What is Thomas C. Frazier, Baltimore's new police commissioner, going to do about it?
That question is certainly on the lips of many people following a pair of recent columns in The Sun by Michael Olesker about the brutal treatment of a 47-year-old Harford County school teacher at the hands of a couple of city police officers.
Last week, a Circuit Court jury awarded the teacher, Benjamin Orlando, $520,000 for his false arrest and imprisonment. He also suffered permanent injury on that mid-May night in 1992 when he was arrested by officers Albert Marcus and Christopher Cooper. Mr. Orlando had just sold four baseball tickets at face value outside Oriole Park when the officers arrested him for scalping, which he was not. But even if he had been illegally selling tickets for a profit outside the stadium, the treatment by police was outrageous. The officers smashed the man's head as they pushed him into a police van. They cursed at him. And they so tightened his handcuffs (while ignoring his pleas that they be loosened) that Mr. Orlando was left with permanent nerve damage. His wife must button his shirts now, and he can't build miniature cars for his son as he did before.
The scalping charges against Mr. Orlando were dropped before the case went to criminal court, and he was found to be grievously injured in civil court. Now the ball's in the police department's court.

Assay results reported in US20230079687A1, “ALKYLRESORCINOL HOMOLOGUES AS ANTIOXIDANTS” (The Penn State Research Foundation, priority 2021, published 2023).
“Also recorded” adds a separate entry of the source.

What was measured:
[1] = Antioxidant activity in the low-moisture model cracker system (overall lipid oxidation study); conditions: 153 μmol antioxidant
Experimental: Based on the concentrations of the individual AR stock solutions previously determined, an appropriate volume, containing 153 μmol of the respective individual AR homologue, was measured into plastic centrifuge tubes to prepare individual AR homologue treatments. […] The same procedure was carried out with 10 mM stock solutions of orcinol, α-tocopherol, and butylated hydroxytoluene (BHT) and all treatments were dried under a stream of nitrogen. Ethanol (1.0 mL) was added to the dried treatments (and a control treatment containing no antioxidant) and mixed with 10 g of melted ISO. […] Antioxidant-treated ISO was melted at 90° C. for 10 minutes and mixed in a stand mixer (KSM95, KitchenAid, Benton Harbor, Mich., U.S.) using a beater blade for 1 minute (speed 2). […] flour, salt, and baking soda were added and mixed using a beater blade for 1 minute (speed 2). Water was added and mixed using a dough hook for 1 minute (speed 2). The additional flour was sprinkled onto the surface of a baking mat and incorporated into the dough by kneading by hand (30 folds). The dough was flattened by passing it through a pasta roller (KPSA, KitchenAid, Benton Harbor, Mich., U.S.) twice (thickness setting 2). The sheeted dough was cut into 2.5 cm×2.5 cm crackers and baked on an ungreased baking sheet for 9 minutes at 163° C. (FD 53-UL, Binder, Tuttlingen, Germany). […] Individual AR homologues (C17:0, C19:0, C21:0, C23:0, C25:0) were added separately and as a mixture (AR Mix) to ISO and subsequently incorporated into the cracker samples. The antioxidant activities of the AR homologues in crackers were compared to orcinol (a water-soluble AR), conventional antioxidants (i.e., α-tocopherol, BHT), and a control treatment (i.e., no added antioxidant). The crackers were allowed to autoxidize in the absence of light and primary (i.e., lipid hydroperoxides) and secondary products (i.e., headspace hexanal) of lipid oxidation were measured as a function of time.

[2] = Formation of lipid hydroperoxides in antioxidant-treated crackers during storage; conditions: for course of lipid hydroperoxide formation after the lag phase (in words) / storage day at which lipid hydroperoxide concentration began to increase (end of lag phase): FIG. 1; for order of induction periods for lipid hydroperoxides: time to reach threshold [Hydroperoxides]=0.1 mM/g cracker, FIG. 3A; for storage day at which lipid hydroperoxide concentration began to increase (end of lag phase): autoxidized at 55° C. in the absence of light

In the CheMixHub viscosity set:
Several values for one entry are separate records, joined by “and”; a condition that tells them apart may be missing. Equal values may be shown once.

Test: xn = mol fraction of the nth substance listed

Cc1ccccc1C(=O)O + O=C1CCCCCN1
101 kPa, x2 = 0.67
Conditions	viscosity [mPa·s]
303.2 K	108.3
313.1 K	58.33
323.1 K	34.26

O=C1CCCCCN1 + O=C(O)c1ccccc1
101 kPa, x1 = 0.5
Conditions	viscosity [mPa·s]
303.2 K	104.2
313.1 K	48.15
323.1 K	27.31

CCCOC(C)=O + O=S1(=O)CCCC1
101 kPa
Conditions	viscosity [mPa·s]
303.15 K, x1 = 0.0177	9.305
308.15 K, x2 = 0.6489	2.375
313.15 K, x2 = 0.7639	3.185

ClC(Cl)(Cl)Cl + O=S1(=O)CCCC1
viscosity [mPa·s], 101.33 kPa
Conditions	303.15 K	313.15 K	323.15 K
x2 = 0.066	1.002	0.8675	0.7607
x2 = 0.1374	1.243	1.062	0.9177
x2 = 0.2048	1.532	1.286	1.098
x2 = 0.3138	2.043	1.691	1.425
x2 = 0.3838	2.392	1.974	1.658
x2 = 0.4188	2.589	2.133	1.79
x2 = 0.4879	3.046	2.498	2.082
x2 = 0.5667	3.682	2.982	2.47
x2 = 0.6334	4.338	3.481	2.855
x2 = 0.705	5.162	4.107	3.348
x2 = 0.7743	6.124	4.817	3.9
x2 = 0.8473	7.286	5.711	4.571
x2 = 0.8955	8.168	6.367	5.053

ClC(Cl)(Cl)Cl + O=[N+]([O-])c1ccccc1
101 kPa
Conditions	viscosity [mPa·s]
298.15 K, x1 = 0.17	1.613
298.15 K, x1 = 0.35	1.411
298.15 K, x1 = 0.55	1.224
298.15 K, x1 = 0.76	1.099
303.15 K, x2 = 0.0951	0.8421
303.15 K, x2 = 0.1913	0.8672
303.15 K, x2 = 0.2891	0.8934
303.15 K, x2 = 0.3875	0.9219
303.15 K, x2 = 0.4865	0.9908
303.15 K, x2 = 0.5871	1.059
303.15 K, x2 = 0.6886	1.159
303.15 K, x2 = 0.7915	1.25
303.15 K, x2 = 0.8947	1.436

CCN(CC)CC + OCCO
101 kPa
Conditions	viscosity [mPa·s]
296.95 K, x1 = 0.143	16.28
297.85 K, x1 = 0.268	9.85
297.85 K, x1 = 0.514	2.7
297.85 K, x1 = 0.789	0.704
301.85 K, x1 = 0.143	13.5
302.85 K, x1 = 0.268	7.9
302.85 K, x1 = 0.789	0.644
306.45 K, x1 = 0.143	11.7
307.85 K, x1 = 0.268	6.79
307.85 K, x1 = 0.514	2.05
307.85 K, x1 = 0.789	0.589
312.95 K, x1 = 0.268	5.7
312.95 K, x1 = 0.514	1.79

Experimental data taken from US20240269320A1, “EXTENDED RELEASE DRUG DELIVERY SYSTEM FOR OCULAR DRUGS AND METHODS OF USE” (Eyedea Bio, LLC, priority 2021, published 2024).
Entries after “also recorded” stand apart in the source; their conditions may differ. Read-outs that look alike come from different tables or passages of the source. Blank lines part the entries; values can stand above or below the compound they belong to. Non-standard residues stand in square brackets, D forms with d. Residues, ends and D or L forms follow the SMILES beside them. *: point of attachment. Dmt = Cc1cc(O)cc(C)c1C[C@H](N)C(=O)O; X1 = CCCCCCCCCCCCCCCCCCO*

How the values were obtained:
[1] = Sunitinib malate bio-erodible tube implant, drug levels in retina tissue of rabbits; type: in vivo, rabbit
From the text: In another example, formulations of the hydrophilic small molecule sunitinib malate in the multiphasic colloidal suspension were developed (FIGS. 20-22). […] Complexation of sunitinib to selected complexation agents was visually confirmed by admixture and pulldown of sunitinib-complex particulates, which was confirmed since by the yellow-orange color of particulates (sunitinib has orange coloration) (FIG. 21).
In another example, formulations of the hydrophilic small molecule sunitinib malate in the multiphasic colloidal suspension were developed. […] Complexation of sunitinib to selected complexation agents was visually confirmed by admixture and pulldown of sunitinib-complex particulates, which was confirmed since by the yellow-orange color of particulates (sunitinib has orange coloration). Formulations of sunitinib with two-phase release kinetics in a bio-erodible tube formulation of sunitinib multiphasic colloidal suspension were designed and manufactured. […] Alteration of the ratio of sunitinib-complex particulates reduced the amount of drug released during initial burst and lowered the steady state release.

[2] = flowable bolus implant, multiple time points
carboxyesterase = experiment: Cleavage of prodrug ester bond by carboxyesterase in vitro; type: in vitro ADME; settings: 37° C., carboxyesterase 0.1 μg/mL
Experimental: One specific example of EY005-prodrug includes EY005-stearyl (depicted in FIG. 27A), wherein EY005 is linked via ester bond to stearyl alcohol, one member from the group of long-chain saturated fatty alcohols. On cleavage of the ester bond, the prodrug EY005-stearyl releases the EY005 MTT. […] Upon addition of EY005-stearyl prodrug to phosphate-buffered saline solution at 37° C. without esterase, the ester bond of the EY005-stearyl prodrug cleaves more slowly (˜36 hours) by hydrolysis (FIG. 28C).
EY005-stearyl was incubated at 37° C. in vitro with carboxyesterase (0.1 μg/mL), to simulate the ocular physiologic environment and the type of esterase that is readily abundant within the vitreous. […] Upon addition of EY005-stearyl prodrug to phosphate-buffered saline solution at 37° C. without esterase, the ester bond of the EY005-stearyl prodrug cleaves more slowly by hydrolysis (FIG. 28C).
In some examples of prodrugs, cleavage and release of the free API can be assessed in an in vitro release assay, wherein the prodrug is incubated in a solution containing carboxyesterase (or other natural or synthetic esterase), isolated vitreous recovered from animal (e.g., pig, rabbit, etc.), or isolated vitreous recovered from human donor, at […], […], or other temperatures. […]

Upon reading Mr. Olesker's column, Commissioner Frazier ordered the department's internal investigation division to look into the matter. Why that did not happen during the past two years, before Thomas Frazier arrived last month from California, is testament to the systemic breakdown in the Baltimore police department that Sun reporter David Simon detailed in a series of articles earlier this month. Even though an attorney for Mr. Orlando wrote then-Commissioner Edward Woods (as well as the mayor and state's attorney) about the incident a month after it happened, and even though the civil suit was filed a year ago, the police ignored a moral, if not legal, responsibility to look into this case internally. The two officers were never punished; one, in fact, was promoted.
This case makes it ever more clear why Commissioner Frazier's first act here was to have the internal investigations unit report to him, rather than a deputy. Commissioner Frazier was "visibly upset" about the Olesker columns, a spokesman said: "His reaction said he's not going to tolerate it."
While this case must first wend through formal channels, it presents the new commissioner with an opportunity to send a message to a police force in need of strong leadership and to a city that is longing for it.